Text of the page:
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by Henrik Bechmann
posted March 22, 2009
The method used for this study was to allocate each top earner to a budget program. Caveat: The resulting program and grouping allocations are estimates, as we took the data from public records, and matching individual earners to budget programs could not always be done with certainty. If you are able to correct any of the data, please contact us at email@example.com. Also note that the data set does not indicate earners which may have achieved high pay as the result of overtime work.
Nonetheless we believe the following analysis is indicative.
The salary data was taken from the Province of Ontario Salary Disclosure publications (see our links to these), listing government employees with salaries of more than $100,000. The 2007 disclosures published in 2008 were the most recent numbers available at the time of this study. The2007 disclosure tables did not include top earners for the Toronto Parking Authority, nor for the Parking Enforcement Unit. Whether these units simply had no top earners, or if there was some other reason, we do not know.
In addition, we have left the following budget programs out of the data, as the size of the programs or number of top earners were judged too small to provide meaningful comparisons:
These omissions amount to excluding 15 of 2,965 top earners from the charts and graphs below.
The Permanent, Temporary, and Total columns in the charts below are taken from the City's 2007 budget, and represent approved positions. The totals include budget programs that match programs for which top earner data is presented, and exclude the programs listed above. This is the best estimate we could obtain of the actual number or staff that work for the City, although it is widely understood to be somewhat different from actual staffing levels. Nonetheless we believe that the comparisons are indicative.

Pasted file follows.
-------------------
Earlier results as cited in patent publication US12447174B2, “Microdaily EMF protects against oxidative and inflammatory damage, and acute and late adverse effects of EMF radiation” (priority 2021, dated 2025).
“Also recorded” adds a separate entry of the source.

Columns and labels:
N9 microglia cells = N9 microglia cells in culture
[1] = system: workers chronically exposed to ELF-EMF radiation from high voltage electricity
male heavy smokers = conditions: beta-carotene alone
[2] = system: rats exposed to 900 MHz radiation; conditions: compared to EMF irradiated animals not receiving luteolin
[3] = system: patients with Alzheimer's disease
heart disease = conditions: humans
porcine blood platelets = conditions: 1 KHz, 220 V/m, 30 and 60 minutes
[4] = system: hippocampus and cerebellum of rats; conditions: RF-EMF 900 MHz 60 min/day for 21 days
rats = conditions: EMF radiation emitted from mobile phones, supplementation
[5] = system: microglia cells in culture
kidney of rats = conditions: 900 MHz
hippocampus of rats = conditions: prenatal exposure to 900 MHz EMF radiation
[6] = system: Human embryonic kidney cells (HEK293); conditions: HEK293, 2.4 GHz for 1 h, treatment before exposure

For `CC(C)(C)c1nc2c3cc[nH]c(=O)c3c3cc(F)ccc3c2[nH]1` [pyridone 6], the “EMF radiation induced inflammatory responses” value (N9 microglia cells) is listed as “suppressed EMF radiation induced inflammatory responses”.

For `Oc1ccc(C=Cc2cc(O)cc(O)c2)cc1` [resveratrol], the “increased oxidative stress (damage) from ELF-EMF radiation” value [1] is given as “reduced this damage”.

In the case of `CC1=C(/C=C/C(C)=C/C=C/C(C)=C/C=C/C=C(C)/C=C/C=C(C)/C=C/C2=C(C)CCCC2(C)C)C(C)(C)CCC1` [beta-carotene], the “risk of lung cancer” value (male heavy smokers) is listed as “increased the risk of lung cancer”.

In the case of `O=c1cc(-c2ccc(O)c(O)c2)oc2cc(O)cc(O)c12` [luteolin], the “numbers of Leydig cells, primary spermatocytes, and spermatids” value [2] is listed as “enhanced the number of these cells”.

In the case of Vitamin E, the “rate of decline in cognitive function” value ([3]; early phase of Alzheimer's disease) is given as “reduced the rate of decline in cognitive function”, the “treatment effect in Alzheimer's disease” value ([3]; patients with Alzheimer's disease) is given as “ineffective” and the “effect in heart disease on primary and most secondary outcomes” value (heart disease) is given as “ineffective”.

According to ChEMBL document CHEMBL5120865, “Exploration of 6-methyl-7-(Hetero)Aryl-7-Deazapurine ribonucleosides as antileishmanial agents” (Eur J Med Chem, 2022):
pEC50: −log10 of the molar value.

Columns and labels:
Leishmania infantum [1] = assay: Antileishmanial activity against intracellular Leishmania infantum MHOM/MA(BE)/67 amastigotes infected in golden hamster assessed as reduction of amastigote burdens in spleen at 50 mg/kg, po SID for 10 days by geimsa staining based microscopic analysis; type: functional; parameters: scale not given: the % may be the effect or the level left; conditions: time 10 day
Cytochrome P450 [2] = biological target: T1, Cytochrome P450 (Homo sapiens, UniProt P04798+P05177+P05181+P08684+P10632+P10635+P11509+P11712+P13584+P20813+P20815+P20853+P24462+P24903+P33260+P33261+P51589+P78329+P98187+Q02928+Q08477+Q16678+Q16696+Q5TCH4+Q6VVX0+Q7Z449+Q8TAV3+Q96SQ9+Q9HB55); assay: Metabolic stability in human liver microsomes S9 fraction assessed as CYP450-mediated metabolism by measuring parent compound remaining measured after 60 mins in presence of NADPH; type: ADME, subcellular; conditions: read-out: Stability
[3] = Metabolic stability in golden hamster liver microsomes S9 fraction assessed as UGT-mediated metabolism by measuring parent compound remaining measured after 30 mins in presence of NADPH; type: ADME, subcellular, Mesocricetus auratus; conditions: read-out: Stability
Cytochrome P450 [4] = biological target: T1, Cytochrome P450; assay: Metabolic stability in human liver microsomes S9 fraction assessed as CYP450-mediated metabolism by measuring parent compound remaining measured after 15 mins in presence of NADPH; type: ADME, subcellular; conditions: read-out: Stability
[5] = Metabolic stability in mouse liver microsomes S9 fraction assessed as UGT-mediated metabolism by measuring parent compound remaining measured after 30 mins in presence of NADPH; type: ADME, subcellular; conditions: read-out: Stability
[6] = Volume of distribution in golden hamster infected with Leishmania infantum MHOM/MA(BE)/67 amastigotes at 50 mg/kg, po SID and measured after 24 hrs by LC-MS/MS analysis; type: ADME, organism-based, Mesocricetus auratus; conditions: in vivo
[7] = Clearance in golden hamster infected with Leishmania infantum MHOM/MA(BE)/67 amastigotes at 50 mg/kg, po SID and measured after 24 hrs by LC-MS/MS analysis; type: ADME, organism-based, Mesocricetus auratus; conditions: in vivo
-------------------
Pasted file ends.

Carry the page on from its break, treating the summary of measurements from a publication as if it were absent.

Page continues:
The high level groupings of city programs are classifications developed by CELOS to try to obtain a meaningful overview of the data. General Services are those that are provided widely throughout the city, and include transportation, water, waste, and commons and recreation services such as parks and libraries. Special Services are some kind of intervention or directed support, and include emergency services, housing, child care, public health, and various licensing and enforcement services. Central Services are City internal services, and what most people would regard as City Hall. Central Services encompass general administration, policy development, and urban development initiatives.